Mireault (2015)Developing an error-free spreadsheet has been a problem since the beginning of end-user computing.
Abraham, et al (2005)Spreadsheets contain errors at an alarmingly high rate.
Raffensperger (2001)Never assume a spreadsheet is right, even your own.
Sajaniemi (1998)The results given by spreadsheets are often just wrong.
Miller (2005)Untested spreadsheets are riddled with errors.
Dunn (2010)Spreadsheets are extraordinarily and unacceptably prone to error.
Hermans & van der Storm (2015)Spreadsheets are the most popular live programming environments, but they are also notoriously fault-prone.
Nixon & O'Hara (2010)Spreadsheet errors are still the rule rather than the exception.
Ayalew (2007)A significant proportion of spreadsheets have severe quality problems.
Panko (2007)The issue is not whether there is an error but how many errors there are and how serious they are.
Panko (2013)It is irrational to expect large error-free spreadsheets.
Caulkins, Morrison, & Weidemann (2008)Spreadsheets are commonly used and commonly flawed.
Teo & Tan (1999)Most executives do not really check or verify the accuracy or validity of [their] spreadsheets...
Price (2006)The untested spreadsheet is as dangerous and untrustworthy as an untested program.
Burnett & Myers (2014)The software that end users are creating... is riddled with errors.
Abraham & Erwig (2007)Spreadsheet errors have resulted in huge financial losses.
Murphy (2007)60% of large companies feel 'Spreadsheet Hell' describes their reliance on spreadsheets.
Panko & Ordway (2005)Most large spreadsheets have dozens or even hundreds of errors.
Bishop & McDaid (2007)The quality and reliability of spreadsheets is known to be poor.
Chadwick (2002)Spreadsheet errors... a great, often unrecognised, risk to corporate decision making & financial integrity.
Panko (2014)Despite overwhelming and unanimous evidence... companies have continued to ignore spreadsheet error risks.
Kruck & Sheetz (2001)...few incidents of spreadsheet errors are made public and these are usually not revealed by choice.
Paine (2001)Spreadsheets are alarmingly error-prone to write.
Panko & Halverson (1996)Every study that has looked for errors has found them... in considerable abundance.
Howard (2005)Spreadsheets... pose a greater threat to your business than almost anything you can imagine.
Reschenhofer & Matthes (2015)Spreadsheet shortcomings can significantly hamper an organization's business operation.
Chen & Chan (2000)Spreadsheets are easy to use and very hard to check.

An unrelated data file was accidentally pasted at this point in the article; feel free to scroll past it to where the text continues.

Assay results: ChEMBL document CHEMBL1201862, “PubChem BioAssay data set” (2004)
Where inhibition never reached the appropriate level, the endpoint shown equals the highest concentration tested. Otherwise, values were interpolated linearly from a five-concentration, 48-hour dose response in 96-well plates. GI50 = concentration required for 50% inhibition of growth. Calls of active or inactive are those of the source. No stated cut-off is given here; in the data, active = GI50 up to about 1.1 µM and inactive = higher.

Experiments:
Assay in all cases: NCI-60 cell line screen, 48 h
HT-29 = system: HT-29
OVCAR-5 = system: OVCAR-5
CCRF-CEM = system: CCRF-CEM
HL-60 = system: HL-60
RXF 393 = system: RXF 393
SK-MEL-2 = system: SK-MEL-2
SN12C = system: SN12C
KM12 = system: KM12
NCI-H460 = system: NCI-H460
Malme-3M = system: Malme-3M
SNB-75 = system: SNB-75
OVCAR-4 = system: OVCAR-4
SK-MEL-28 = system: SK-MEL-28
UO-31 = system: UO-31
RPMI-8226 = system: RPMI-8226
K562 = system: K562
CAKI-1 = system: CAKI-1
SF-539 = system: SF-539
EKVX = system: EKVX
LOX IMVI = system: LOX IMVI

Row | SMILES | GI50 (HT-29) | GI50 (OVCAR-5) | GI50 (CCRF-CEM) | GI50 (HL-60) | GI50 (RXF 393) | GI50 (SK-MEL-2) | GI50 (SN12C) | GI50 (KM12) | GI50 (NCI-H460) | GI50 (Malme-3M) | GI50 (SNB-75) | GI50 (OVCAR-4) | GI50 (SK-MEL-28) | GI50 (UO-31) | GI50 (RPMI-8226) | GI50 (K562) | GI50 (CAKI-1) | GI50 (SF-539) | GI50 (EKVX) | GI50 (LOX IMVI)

Kulesz & Ostberg (2013)Spreadsheets are more fault-prone than other software.
Cunha, et al (2011)Spreadsheets are notoriously error-prone.
Panko (2015)Research on spreadsheet errors is substantial, compelling, and unanimous.
Krishna, et al (2001)Programmers exhibit unwarranted confidence in the correctness of their spreadsheets.
Durusau & Hunting (2015)Spreadsheets are dangerous to their authors and others.
Caulkins, Morrison, & Weidemann (2006)People tend to believe their spreadsheets are more accurate than they really are.
Galletta, et al (1993)Even obvious, elementary errors in very simple, clearly documented spreadsheets are... difficult to find.
Beaman, et al (2005)Errors in spreadsheets... result in incorrect decisions being made and significant losses incurred.
Rust, et al (2006)Spreadsheets have a notoriously high number of faults.
Abreu, et al (2015)Spreadsheets can be viewed as a highly flexible programming environment for end users.
Caulkins, Morrison, & Weidemann (2006)Your spreadsheets may be disasters in the making.
Abreu, et al (2015)Despite being staggeringly error prone, spreadsheets are a highly flexible programming environment.
Nixon & O'Hara (2010)It is now widely accepted that errors in spreadsheets are both common and potentially dangerous.
Colbenz (2005)Errors in spreadsheets are as ubiquitous as spreadsheets themselves.
Mireault & Gresham (2015)Spreadsheets are often hard, if not impossible, to understand.
Bock (2016)Spreadsheet development must embrace extensive testing in order to be taken seriously as a profession.
Irons (2003)Spreadsheet errors are pervasive, stubborn, ubiquitous and complex.
Sakal, et al (2015)Overconfidence is one of the most substantial causes of spreadsheet errors.
Ross (1996)A lot of decisions are being made on the basis of some bad numbers.
Panko (2008)94% of the 88 spreadsheets audited in 7 studies have contained errors.
Csernoch & Biro (2013)Studies have shown that there is a high incidence of errors in spreadsheets.
Powell, Baker, & Lawson (2009)1% of all formulas in operational spreadsheets are in error.
Panko (1999)Every study, without exception, has found error rates much higher than organizations would wish to tolerate.